Tuesday, September 23, 2008

How much time does it take to change an error message?

When I was writing error messages for my company, my Program Manager asked me to change one error message. The original error message was "Forgot your username and password?", and I had to change it to "Forgot your username or password?".

How much time do you think you will take to do this task?

The process for that was,

  1. Create an issue in the bug software for this, and fill many details like Issue Description, Issue Type, Assigned To, Severity, Priority, Release, Reproduction steps, and hundred other fields.
  2. The project was in maintenance mode. So, we don't have any major release, and we have only Quick Fix Releases. For that, we need to get approval from the manager for all the issues. So, request the manager to approve this issue for Quick Fix Release
  3. Resynchronize the code base to the source control, and check out the corresponding file.
  4. Change "Forgot your username and password?" to "Forgot your username or password?"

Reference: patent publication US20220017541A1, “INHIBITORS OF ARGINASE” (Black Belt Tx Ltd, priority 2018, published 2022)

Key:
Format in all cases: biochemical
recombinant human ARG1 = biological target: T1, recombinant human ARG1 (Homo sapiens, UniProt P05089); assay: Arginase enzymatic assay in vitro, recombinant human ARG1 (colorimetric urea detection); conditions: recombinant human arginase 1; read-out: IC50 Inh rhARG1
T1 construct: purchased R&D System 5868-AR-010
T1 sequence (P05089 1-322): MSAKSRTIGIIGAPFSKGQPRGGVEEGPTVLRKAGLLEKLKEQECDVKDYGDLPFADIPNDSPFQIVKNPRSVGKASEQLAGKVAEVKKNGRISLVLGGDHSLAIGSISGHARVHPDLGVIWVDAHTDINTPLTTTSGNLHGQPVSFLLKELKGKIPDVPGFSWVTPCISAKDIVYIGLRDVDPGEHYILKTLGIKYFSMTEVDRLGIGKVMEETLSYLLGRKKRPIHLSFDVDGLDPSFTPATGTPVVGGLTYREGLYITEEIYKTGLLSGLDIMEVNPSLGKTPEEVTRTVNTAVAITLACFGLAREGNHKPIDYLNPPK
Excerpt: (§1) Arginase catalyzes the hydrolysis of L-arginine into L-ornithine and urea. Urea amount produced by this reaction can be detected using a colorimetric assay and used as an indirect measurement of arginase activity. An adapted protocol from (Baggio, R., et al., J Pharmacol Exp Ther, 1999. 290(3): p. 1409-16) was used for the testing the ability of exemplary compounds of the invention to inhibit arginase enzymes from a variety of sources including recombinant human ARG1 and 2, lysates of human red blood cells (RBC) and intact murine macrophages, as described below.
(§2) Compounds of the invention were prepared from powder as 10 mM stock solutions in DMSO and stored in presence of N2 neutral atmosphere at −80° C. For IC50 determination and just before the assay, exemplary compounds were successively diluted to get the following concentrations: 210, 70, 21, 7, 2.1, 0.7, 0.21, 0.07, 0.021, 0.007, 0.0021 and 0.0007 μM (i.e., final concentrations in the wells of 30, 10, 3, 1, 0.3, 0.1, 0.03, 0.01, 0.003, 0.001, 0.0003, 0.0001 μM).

5. Send the code to the reviewer and ask them to review.
  6. Since this is change in the text that is visible to the user, it has to be approved by the Program Manager also. So, send the code to the Program Manager, and get it reviewed.
  7. If both are fine with the code, send the code to the tester to test it.
  8. Tester has to resynchronize the entire code, and apply this code, build it, and follow all the steps mentioned in the issue.
  9. If the tester is satisfied with the fix, then he/she approves the code.
  10. If the manager has not yet approved the issue, wait till he/she approves the issue for Quick Fix Release.
  11. Check whether anybody has checked in since last checkout. If there are no conflicts, check in the code. If there are conflicts, resolve all the conflicts and go to step 5.
  12. Update the bug database for this issue, make it resolved, and assign the issue to the tester.
  13. The tester resynchronizes the entire code, builds it, and does all the steps mentioned in the issue. If there is any problem, it would be reassigned to the developer, and he/she will have to debug the issue, and if there is any problem with the code base, then go to step 3. If there is no problem with the code, then the tester will close the issue.

Fortunately, it was internal product, and we supported only English. If it were external product, there would have been atleast 10 other steps like, Security checks, Verifying the error messages in all the languages etc.

Changing an error message is not that much trivial.

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